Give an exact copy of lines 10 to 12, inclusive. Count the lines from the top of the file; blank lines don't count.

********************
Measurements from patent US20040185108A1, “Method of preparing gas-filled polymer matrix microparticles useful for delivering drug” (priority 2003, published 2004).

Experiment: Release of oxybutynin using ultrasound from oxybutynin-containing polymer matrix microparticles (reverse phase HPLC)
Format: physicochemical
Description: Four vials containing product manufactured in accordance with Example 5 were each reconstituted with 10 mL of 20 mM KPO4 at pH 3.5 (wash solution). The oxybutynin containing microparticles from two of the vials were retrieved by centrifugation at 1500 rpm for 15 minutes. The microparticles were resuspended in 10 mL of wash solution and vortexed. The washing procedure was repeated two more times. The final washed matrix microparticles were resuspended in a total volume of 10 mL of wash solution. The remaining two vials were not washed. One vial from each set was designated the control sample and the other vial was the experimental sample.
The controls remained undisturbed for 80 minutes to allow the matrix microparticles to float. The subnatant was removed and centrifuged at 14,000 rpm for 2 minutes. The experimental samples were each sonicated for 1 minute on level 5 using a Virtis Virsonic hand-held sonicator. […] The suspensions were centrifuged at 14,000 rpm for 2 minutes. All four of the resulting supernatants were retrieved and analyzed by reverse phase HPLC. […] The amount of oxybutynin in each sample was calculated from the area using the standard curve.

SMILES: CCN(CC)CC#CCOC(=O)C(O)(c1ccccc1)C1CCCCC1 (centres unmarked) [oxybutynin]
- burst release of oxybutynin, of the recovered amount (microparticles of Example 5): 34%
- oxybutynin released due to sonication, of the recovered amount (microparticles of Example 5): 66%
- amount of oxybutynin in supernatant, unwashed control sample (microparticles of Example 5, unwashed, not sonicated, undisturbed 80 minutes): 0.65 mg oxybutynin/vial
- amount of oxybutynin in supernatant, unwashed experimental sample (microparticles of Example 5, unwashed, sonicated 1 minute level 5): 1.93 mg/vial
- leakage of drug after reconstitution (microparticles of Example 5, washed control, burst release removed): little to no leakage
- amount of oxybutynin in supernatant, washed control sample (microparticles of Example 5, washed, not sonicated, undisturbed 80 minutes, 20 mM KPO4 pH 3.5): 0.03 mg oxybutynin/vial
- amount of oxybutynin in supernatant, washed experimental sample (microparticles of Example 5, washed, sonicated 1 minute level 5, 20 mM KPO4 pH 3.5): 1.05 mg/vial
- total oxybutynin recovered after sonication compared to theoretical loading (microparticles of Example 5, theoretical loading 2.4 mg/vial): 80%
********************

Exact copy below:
- amount of oxybutynin in supernatant, unwashed experimental sample (microparticles of Example 5, unwashed, sonicated 1 minute level 5): 1.93 mg/vial
- leakage of drug after reconstitution (microparticles of Example 5, washed control, burst release removed): little to no leakage
- amount of oxybutynin in supernatant, washed control sample (microparticles of Example 5, washed, not sonicated, undisturbed 80 minutes, 20 mM KPO4 pH 3.5): 0.03 mg oxybutynin/vial